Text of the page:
- Provide more transportation choice and transit access in LMI communities.
- Expand HUD lead-safe housing and healthy homes programs.
Download the printable Research, Policy, and Impact Agenda Part 3 Reducing Disparities in Health due to Social Drivers
[i] See https://guilfordccn.org/provider-outreach-program/
[i] Noonan, A.S., Velasco-Mondragon, H.E. & Wagner, F.A. Improving the health of African Americans in the USA: an overdue opportunity for social justice. Public Health Rev 37, 12 (2016). https://doi.org/10.1186/s40985-016-0025-4
[ii] Testa, Alexander and Dylan B. Jackson. 2021. “Race, ethnicity, WIC participation, and infant health disparities in the United States.” Annals of Epidemiology. 58: 22-28.
[iii] Bediako, Shawn M. and Derek M. Griffith. 2007. “Eliminating Racial/Ethnic Health Disparities: Reconsidering Comparative Approaches.” Journal of Health Disparities Research and Practice. 2(1): 49-62.
[iv] Williams, David R. and Selina A. Mohammed. 2009. “Discrimination and racial disparities in health: evidence and needed research.” Journal of Behavioral Medicine. 32:20-47.
[v] Office of Disease Prevention and Health Promotion, Office of the Assistant Secretary for Health, Office of the Secretary, U.S. Department of Health and Human Services. 2022. “Social Determinants of Health.” https://health.gov/healthypeople/priority-areas/social-determinants-health.
[vi] Chen, J., Vargas-Bustamante, A., Mortensen, K., & Ortega, A. N. (2016). “Racial and Ethnic Disparities in Health Care Access and Utilization Under the Affordable Care Act.” Medical care. 54(2), 140–146. https://doi.org/10.1097/MLR.0000000000000467
[vii] Xinxin Han, Kathleen Thiede Call, Jessie Kemmick Pintor, Giovann Alarcon-Espinoza, Alisha Baines Simon. (2015). “Reports of Insurance-Based Discrimination in Health Care and Its Association With Access to Care”, American Journal of Public Health 105, S3:S517-S525. https://doi.org/10.2105/AJPH.2015.302668
[viii] Sills, S., Rich, B., DiMattina, M., Su, H., Gruber, K., (2021). “Dan River Health Collaborative Health Equity Report 2021.” Report Submitted to the Danville Regional Foundation. https://chcs.uncg.edu/dan-river-health-equity-assessment/
[ix] Thomas, Stephen B. and Erica Casper. (2019). “The Burdens of Race and History on Black People’s Health 400 Years After Jamestown.” American Journal of Public Health. 109(10): 1346-1347.
[x] Thomas, Stephen B. (2001). “The Color Line: Race Matters in the Elimination of Health Disparities.” American Journal of Public Health. 91(7): 1046-1048.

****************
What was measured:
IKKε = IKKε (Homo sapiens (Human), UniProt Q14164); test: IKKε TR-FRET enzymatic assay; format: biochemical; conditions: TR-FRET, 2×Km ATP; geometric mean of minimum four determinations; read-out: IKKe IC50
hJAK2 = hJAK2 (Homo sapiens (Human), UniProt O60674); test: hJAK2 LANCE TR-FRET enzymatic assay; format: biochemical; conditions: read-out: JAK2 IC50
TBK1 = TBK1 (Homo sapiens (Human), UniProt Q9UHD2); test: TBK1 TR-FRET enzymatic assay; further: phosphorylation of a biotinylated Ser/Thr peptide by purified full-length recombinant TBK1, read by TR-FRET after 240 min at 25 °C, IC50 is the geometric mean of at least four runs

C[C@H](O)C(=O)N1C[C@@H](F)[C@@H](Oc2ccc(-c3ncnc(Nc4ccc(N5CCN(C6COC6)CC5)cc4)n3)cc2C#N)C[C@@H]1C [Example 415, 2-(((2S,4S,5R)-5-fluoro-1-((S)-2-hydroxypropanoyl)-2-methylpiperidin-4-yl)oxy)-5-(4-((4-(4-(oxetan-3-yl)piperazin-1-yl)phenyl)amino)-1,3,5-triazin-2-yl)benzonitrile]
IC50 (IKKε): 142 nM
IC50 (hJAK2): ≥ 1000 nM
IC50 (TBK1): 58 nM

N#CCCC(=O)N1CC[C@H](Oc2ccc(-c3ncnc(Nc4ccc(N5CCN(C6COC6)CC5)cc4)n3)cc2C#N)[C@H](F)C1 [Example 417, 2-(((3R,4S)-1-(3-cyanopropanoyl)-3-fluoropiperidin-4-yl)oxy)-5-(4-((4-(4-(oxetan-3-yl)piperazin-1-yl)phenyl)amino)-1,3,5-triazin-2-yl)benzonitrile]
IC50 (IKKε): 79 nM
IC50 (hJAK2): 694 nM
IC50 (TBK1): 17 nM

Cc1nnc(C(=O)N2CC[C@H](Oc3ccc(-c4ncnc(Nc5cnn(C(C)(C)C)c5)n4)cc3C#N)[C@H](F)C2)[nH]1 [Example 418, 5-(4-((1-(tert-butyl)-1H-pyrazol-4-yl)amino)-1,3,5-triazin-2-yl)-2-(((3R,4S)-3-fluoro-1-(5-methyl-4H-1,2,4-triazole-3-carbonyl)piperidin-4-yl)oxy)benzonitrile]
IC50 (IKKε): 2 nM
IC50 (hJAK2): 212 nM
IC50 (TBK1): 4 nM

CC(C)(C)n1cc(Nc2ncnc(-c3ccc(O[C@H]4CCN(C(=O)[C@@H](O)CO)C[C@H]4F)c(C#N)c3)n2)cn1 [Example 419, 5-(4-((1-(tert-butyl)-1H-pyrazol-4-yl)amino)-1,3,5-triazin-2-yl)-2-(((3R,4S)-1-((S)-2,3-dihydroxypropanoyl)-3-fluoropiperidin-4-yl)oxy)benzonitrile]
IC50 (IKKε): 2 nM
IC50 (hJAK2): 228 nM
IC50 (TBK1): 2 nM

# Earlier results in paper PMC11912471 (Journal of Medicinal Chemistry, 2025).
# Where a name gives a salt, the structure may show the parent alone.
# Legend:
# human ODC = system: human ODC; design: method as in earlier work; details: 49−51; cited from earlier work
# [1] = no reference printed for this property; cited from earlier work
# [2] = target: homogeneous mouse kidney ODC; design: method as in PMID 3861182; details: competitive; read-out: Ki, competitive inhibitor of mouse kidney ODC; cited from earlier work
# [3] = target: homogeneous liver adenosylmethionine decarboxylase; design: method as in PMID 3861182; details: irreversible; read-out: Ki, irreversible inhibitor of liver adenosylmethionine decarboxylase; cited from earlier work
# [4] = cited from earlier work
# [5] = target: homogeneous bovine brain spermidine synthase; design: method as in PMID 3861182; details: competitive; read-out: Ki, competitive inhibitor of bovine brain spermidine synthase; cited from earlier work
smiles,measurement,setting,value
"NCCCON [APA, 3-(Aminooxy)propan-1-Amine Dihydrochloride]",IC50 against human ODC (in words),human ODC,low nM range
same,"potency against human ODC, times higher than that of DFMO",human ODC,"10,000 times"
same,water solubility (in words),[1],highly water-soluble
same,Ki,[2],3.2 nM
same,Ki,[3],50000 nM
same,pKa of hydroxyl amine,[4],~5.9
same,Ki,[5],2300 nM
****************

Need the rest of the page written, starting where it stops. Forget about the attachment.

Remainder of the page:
[xi] Morello-Frosch R, Jesdale BM. (2006). “Separate and unequal: residential segregation and estimated cancer risks associated with ambient air toxics in US metropolitan areas.” Environ Health Perspect.;114(3):386–393.
[xii] Mohai P, Saha R. (2007). “Racial inequality in the distribution of hazardous waste: a national-level reassessment.” Social Problems. 54(3):343–370.
[xiii] Sills, S. & DiMattina, M. (2021). “Geospatial and Statistical Analysis of Statewide Landfills in NC.” unpublished white paper and presentation as part of the Bingham Park Environmental Justice Research Project.
[xiv] Lara Cushing, John Faust, Laura Meehan August, Rose Cendak, Walker Wieland, George Alexeeff, (2015). “Racial/Ethnic Disparities in Cumulative Environmental Health Impacts in California: Evidence From a Statewide Environmental Justice Screening Tool (CalEnviroScreen 1.1)”, American Journal of Public Health 105, 11:2341-2348. https://doi.org/10.2105/AJPH.2015.302643
[xv] Moore LV, Diez Roux AV, Evenson KR, McGinn AP, Brines SJ. (2008). “Availability of recreational resources in minority and low socioeconomic status areas.” Am J Prev Med.;34(1):16–22
[xvi] Weinberg, Z (2000) “No place to shop: Food access lacking in the inner city.” Race, Poverty & The Environment 7(2): 22–24
[xvii] Carr, Brendan, Bowman, Ariel, Wolff, Catherine, Mullen, Michael T, Holena, Daniel, Branas, Charles C., Wiebe, Douglas 2017. “Disparities in Access to Trauma Care in the United States: A Population–Based Analysis.” Injury 48(2):332–8.
[xviii] Wisseh, C., Hildreth, K., Marshall, J. et al. (2021). “Social Determinants of Pharmacy Deserts in Los Angeles County.” J. Racial and Ethnic Health Disparities 8, 1424–1434 https://doi.org/10.1007/s40615-020-00904-6
[xix] Ibraheem M. Karaye, and Jennifer A. Horney. 2020. “The Impact of Social Vulnerability on COVID-19 in the U.S.: An Analysis of Spatially Varying Relationships.”American Journal of Preventive Medicine 59: 317-325 https://doi.org/10.1016/j.amepre.2020.06.006.
[xx] Smedley, Brian D., Adrienne Y. Stith, and Alan R. Nelson, eds. 2003. Unequal Treatment: Confronting Racial and Ethnic Disparities in Health Care. Washington: The National Academies Press